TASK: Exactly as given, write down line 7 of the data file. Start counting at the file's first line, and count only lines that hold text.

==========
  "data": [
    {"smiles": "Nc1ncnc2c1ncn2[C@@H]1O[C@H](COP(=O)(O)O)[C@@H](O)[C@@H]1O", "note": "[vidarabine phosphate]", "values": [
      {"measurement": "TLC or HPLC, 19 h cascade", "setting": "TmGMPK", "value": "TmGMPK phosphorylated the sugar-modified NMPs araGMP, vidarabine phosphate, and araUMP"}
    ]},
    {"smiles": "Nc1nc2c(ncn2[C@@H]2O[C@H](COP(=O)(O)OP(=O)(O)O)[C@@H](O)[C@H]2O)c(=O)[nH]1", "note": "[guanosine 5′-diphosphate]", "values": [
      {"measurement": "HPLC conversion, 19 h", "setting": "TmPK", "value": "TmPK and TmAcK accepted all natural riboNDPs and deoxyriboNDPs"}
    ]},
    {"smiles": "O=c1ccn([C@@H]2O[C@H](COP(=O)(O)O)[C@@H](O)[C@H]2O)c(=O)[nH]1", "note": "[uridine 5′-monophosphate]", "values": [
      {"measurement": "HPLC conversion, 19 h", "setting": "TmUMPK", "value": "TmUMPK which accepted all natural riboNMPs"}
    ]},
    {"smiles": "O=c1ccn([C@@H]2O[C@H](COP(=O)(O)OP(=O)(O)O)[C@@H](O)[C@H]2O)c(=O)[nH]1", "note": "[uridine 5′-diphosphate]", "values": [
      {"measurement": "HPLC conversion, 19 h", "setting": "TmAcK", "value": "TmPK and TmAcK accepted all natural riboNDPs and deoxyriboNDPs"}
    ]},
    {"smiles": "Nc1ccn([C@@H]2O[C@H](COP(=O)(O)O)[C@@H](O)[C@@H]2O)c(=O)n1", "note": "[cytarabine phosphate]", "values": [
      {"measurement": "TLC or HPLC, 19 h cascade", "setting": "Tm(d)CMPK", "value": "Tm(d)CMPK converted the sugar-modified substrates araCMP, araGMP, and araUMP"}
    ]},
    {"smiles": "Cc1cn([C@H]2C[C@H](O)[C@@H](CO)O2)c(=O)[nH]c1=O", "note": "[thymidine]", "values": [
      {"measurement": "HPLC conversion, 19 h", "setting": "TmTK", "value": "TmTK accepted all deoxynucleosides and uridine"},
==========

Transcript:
    ]},